Fantasy Football Charges On Despite Face to Face Falter

by James Leonard | Staff Writer

SCRANTON – Coronavirus concerns may have reduced or eliminated fans from the stands at National Football League (NFL) games this fall, but students at the University of Scranton say it hasn’t gotten in the way of fantasy football.

Fantasy football is a game where participants draft teams of actual NFL players at the beginning of the season, then select a team of players they want to start games each week. Team-owners compete against one another, with teams scoring based on how NFL players performed on the field in real life.

The University of Scranton is home to several fantasy football teams around campus. Junior Peter Sims says he is very competitive when it comes to his three separate fantasy teams and often finds himself struggling to keep all of his rosters in check each week.

“I [sometimes] have a hard time remembering what players I have in which league,” Sims said. “Sometimes I’ll be rooting for one player to do good. Meanwhile, I have him benched and am playing against him in my other league. It gets kind of chaotic but it is also really fun at the same time.”

Sims said he is also a fan of trash talking in fantasy football, especially when face to face with other team managers he sees around campus.

“Because we are kind of separated with several of the team owners in our league, trash talking is harder than normal,” Sims said. “Usually I’ll pass someone on campus and would be able to say, ‘Go check the scoreboard!’ or talk down on their team especially if I’m playing them this week. Because we are now distanced some of that is taken away.”

Jon Wieland, manager of the Wieland Dealers in the Mom’s House league on campus, said he doesn’t necessarily talk trash but he does occasionally flaunt his wins to his friends.

“I let the score speak for itself,” Wieland said. “I’m 3-0 and about to be 4-0. I’m at the top of my league and I think everyone can see that I have the best squad.”

When it comes to drafting players, team-owners on campus said they have different ways of putting their teams together. Managers can begin drafting based on players’ point projections for the upcoming year, the players’ track record, whether they are on the manager’s favorite team outside of fantasy or even based solely on personal preference.

Wieland said he used a variety of different strategies to put his team together.

“Ideally I try to base my team on many factors, including the players’ individual stats and whether they are on a particular team,” Wieland said. “This season I was fortunate enough to get Dak Prescott and Amari Cooper, who both play for my favorite team, the Cowboys.”

Dallas Cowboys quarterback Dak Prescott suffered a compound fracture and dislocation in his ankle in this season’s fifth week. Prescott underwent surgery Sunday evening and is expected to miss the remainder of the 2020-2021 season. Wieland said he now needs to figure out the best way to fill Prescott’s roster position on his team.

“I really have no words for this. Dak is my guy in and out of fantasy. It was a huge blow. I have Ben Roethlisberger on my bench, so I guess he will fill in the position for now unless someone on the waiver wire starts putting up good numbers. I am going to keep Dak in my [injured reserve] spot out of solidarity,” Wieland said.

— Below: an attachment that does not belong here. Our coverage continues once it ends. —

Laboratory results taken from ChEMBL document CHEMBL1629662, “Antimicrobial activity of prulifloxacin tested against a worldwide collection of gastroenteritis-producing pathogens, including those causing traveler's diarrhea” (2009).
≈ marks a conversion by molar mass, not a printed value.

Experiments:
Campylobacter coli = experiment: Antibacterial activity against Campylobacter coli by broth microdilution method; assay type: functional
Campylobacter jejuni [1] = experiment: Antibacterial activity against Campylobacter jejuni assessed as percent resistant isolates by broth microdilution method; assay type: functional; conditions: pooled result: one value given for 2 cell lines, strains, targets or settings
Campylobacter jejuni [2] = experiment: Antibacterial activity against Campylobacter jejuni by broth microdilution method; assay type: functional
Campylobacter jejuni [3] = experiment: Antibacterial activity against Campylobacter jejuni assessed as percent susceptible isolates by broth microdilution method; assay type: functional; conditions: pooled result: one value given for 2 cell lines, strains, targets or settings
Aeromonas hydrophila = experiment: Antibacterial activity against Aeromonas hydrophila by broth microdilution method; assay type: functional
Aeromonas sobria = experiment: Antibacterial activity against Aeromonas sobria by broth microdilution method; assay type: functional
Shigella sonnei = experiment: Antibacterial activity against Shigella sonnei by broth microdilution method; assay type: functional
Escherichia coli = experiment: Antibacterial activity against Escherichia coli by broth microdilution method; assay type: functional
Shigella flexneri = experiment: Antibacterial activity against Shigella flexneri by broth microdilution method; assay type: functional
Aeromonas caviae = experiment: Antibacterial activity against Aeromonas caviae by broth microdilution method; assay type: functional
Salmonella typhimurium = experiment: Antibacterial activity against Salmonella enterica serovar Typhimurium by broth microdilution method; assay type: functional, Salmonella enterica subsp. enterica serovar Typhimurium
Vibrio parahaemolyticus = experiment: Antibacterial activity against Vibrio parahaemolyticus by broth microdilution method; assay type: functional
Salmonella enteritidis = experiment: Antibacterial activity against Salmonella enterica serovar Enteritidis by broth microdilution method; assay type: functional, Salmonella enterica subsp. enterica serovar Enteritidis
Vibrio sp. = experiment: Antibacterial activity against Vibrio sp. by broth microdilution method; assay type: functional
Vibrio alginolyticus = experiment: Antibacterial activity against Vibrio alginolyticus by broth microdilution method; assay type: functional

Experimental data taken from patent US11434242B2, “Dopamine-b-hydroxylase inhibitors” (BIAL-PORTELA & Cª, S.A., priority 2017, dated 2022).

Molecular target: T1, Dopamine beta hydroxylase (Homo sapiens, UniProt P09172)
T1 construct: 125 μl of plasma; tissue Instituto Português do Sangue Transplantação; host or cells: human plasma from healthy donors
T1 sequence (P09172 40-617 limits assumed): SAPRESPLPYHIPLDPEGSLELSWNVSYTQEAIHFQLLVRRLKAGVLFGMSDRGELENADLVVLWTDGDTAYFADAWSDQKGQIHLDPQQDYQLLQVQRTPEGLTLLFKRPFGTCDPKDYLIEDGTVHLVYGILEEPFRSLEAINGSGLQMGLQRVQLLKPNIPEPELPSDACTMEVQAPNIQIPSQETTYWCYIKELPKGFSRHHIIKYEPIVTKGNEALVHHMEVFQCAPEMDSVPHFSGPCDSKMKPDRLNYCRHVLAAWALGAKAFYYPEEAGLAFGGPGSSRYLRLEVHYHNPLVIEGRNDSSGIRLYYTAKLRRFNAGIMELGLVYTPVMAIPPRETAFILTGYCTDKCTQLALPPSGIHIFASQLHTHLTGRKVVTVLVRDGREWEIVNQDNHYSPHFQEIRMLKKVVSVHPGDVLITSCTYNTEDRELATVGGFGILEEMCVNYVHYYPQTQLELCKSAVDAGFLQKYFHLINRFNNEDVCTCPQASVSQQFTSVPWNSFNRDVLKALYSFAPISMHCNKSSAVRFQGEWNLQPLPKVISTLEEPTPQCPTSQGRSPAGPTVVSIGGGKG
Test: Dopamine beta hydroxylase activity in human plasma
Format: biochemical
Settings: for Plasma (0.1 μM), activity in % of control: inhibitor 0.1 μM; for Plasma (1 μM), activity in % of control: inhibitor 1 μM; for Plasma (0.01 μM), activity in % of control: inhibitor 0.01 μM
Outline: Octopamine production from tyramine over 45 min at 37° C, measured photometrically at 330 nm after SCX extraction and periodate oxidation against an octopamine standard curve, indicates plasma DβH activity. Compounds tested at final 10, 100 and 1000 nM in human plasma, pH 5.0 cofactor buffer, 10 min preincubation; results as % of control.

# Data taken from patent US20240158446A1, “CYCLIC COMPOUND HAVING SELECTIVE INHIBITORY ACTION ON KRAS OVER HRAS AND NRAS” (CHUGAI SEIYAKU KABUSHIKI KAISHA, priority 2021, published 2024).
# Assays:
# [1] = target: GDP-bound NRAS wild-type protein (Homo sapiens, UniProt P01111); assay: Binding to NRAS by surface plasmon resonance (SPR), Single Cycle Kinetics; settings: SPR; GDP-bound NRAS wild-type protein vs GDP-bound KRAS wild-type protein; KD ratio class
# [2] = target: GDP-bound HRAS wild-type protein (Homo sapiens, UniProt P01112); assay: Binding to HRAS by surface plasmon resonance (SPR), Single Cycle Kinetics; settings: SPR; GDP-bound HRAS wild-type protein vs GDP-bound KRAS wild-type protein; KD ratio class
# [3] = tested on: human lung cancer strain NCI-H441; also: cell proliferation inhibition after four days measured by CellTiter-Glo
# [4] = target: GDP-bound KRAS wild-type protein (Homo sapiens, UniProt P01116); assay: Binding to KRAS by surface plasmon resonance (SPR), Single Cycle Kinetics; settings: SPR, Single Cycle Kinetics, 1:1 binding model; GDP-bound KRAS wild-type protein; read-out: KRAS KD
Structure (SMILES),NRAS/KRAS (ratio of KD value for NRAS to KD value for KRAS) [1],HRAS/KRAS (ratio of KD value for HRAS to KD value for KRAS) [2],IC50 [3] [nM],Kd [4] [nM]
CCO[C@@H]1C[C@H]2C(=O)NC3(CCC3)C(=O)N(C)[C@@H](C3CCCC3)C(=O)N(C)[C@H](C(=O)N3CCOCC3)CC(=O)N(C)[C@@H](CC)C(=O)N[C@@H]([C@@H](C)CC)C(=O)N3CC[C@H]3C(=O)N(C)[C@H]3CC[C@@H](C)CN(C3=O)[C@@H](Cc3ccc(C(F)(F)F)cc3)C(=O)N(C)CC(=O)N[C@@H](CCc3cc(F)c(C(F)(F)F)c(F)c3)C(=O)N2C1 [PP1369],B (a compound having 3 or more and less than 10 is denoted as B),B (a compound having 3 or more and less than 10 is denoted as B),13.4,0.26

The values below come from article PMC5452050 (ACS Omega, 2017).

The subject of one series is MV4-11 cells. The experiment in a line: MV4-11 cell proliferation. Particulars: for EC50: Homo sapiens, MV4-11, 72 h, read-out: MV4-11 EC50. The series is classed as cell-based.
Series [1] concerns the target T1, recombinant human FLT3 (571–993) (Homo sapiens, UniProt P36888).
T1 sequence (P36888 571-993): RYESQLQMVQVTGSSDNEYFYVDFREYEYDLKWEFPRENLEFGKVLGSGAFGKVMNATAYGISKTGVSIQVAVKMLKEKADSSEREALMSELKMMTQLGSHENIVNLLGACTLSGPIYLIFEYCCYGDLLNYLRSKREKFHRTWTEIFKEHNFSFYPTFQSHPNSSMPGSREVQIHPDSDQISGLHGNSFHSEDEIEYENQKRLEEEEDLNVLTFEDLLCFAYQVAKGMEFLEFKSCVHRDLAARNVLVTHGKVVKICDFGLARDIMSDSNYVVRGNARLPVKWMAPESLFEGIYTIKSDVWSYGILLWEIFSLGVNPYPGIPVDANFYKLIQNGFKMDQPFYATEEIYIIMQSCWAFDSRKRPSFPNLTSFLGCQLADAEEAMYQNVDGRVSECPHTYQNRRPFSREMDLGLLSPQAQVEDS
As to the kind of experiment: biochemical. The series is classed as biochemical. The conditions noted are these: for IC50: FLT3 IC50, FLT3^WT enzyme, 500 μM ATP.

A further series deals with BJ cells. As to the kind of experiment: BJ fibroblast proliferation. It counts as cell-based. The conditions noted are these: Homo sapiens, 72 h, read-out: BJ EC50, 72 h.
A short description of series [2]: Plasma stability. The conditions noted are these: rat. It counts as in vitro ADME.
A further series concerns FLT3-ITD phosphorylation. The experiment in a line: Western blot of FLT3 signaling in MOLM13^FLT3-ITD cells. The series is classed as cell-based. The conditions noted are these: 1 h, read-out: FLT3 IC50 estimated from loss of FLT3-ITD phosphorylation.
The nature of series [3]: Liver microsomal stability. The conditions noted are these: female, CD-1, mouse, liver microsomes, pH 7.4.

Many NFL games this season are being postponed to counteract COVID-19 concerns within teams. This causes a variety of problems within fantasy leagues, aside from the normal player injuries.

If an NFL team is forced to postpone a game due to COVID-19, many fantasy companies established a bye week setting for any player on the two teams scheduled to play each other, meaning they do not participate as anticipated. If the game is postponed to a different day or time slot during that same week, it still counts for the originally scheduled week of play.

ESPN Fantasy, who is among the top Fantasy Football providers alongside Yahoo and NFL.com, has been recommending a number of precautions to help prevent team managers from panicking when one of their players is unexpectedly sidelined because of COVID-19. Precautions that league managers can take include having larger starting lineups, the ability to play two quarterbacks at once or an extra injured reserve slot for players out because of COVID.

Longtime fantasy manager Kevin Scanlon is currently playing in the COVID-19 Games league on campus and had some words of wisdom for other managers on campus.

“The real key is to always be skeptical of trade offers,” Scanlon said. “No one wants to give up any of their players unless they can get a better one for a cheaper price. Because of that I’d rarely accept or offer any trades throughout the season. Someone is always trying to swindle you.”

Scanlon also recommended not just going by the default rankings of the site or app a league might be using.

“It is crucial to look into your players opposing defenses for that week and also get other perspectives on players and matchups from third party sites,” Scanlon said.

Despite COVID-19 concerns on campus and within the NFL, fantasy football still appears to be a go this season, at least for now. However, attending games in person, according to Sims, is another matter.

“It’s still fun watching the games at home, but not as much as going out somewhere and being surrounded by dozens of fans cheering,” Sims said.

Even with the NFL’s new regulations during COVID-19, Scranton students concur that the camaraderie and competition of fantasy football keeps students coming back.

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